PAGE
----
How to Ensure You’re Safely Serving and Preparing Eggs

Eggs are essential ingredients in a number of dishes, but they can also be dangerous to your health if handled incorrectly. To reduce your risk of salmonella and other diseases that come from eggs, follow these important guidelines.

  1. Shop smart. The first step toward healthy egg care is inspecting your eggs in the grocery store for cracks or dirty appearance. Also be sure to only purchase eggs that are stored in a refrigerated case.
  2. Store them properly. Eggs should be stored in a clean spot in the refrigerator at 40°F or lower.
  3. Cook them thoroughly. If you’re preparing scrambled eggs or another egg dish, be sure that both the yolk and white are firm and that the egg reaches a temperature of 160°F. Never eat batter or dough containing raw eggs before it's cooked or baked.
  4. Store egg dishes properly. Dishes made of only eggs cannot be stored, so be sure to eat them immediately after cooking. If you prepare something else that contains eggs, always keep it refrigerated.
  5. Keep it clean. Even if you use the utmost care when handling eggs, it’s essential to wash your hands, cooking and prep surfaces, and any utensils thoroughly to remove any traces of eggs. Wash hands and utensils with hot, soapy water, and scrub kitchen countertops with bleach or another germ-killing product.

Playing It Safe With Eggs [FDA]
Eggs & Food Safety [Incredible Egg]
Tips to Reduce Your Risk of Salmonella from Eggs [CDC]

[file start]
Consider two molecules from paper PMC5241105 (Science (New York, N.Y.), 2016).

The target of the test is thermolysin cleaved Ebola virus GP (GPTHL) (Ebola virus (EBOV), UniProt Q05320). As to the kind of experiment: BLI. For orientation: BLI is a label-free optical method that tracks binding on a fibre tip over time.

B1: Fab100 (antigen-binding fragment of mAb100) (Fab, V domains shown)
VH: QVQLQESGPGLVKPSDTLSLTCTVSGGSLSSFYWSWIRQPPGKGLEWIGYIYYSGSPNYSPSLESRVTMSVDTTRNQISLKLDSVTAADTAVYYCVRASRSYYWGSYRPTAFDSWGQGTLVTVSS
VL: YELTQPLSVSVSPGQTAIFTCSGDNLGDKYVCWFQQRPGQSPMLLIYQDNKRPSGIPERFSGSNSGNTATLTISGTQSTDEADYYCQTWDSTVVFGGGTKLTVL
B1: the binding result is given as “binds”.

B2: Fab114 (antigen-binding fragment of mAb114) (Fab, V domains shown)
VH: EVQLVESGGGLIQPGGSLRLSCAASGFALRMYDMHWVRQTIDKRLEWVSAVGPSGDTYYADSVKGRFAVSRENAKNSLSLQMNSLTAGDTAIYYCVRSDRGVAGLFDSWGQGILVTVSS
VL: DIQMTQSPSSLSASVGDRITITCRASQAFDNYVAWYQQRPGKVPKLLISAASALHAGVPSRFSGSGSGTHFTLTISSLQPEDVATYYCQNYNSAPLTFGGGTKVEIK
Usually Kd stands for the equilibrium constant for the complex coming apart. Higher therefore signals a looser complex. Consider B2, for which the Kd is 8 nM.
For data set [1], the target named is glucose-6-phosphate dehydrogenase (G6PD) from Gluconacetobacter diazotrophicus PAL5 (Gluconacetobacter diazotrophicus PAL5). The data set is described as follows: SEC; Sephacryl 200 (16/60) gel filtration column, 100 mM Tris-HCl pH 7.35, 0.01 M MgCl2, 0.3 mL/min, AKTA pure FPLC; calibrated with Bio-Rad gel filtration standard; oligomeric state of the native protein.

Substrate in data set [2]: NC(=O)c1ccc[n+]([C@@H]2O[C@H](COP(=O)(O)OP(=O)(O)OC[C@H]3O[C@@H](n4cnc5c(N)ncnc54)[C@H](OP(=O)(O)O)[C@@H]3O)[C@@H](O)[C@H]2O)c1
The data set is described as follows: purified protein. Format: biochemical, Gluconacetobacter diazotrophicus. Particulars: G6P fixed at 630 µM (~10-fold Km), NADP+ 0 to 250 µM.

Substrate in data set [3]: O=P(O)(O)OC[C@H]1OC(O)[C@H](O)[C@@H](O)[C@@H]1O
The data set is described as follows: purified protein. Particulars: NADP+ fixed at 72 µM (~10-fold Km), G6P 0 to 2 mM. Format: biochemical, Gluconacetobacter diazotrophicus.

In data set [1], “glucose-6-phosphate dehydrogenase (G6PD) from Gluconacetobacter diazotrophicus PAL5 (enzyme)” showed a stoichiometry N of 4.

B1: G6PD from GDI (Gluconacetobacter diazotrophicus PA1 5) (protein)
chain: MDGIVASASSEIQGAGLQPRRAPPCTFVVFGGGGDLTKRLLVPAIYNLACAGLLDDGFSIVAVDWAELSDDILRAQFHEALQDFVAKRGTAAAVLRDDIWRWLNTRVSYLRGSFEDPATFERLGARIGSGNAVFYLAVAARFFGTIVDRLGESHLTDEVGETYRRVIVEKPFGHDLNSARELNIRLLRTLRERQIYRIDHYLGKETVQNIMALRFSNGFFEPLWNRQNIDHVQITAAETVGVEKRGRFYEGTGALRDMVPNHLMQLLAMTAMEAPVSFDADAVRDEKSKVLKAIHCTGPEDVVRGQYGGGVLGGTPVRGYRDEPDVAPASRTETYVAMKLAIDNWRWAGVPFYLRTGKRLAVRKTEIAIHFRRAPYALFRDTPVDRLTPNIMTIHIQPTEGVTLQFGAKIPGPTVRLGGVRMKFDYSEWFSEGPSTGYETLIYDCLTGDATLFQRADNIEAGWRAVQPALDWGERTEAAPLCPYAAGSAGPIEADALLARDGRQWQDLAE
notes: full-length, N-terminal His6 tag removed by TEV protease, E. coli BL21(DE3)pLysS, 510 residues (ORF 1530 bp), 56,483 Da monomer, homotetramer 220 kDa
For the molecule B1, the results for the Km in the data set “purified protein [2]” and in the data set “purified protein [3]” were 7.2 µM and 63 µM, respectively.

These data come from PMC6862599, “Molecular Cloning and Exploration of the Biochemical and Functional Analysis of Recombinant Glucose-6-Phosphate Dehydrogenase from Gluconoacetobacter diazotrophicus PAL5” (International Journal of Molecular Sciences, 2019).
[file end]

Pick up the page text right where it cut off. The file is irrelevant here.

Keep Food Fresh Longer With These Fridge Organization Tips

Although your refrigerator is probably the last place in your house that you would think to organize, there are actually a number of reasons that this is beneficial to both your kitchen and your wallet. Organizing your refrigerated food can help to make it last longer, which will help you to maximize your weekly trip to the grocery store and keep your family healthy. Here are a few smart ways to organize your fridge.

  1. Keep less sensitive items on the door. Only store condiments and other things that won’t go bad as quickly on the door, as this is the warmest place in the refrigerator.
  2. Store raw meats at the bottom. One of the most important things to consider when storing food in the refrigerator is cross-contamination. You want to store raw meats in a way that they won’t risk touching or dripping onto other foods, so place them as close to the bottom of the refrigerator as possible.
  3. Store fruit in a separate drawer. Because many fruits contain gases that cause vegetables to rot, store the two types of produce away from one another in separate drawers.
  4. Keep milk toward the back of the refrigerator. The back of the bottom shelf is the coldest place in the fridge, so this is where you should store delicate milk.

How to Organize Your Refrigerator Drawers and Shelves [Real Simple]
The Best Way to Organize Your Refrigerator [The Kitchn]
Here's The Right Way To Organize Your Refrigerator [Business Insider]

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